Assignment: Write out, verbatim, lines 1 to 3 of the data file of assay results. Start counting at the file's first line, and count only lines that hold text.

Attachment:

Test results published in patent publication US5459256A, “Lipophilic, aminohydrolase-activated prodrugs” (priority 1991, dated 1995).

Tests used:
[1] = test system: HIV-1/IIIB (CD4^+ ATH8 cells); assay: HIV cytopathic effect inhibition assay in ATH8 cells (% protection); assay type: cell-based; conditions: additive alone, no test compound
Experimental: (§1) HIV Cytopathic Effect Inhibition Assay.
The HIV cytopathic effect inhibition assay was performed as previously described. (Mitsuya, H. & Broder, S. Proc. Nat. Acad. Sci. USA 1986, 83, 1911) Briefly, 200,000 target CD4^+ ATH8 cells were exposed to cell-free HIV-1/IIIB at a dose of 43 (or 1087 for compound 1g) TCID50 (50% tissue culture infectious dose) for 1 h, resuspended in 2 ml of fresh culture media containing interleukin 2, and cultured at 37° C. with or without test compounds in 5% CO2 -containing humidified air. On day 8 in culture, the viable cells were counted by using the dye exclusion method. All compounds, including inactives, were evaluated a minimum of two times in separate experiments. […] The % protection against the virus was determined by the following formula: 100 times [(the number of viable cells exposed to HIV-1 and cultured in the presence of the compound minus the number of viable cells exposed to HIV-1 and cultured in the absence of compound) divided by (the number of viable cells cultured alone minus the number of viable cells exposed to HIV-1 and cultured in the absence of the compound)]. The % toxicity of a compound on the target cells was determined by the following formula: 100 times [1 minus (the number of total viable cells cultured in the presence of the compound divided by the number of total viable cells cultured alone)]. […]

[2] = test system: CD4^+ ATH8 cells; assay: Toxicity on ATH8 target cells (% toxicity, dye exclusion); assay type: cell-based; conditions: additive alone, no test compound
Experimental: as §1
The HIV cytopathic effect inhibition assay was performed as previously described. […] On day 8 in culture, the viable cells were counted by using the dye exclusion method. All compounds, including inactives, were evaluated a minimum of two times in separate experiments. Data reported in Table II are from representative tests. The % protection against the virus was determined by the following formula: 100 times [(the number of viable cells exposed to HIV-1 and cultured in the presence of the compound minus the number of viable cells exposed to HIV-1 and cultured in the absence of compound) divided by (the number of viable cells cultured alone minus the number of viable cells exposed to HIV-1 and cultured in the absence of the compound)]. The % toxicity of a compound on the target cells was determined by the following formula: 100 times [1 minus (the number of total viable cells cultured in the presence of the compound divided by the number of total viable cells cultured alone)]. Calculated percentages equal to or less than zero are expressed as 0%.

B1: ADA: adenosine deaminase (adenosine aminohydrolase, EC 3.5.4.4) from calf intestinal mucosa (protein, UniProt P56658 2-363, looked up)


Test results published in patent publication US5459256A, “Lipophilic, aminohydrolase-activated prodrugs” (priority 1991, dated 1995).

Tests used:
[1] = test system: HIV-1/IIIB (CD4^+ ATH8 cells); assay: HIV cytopathic effect inhibition assay in ATH8 cells (% protection); assay type: cell-based; conditions: additive alone, no test compound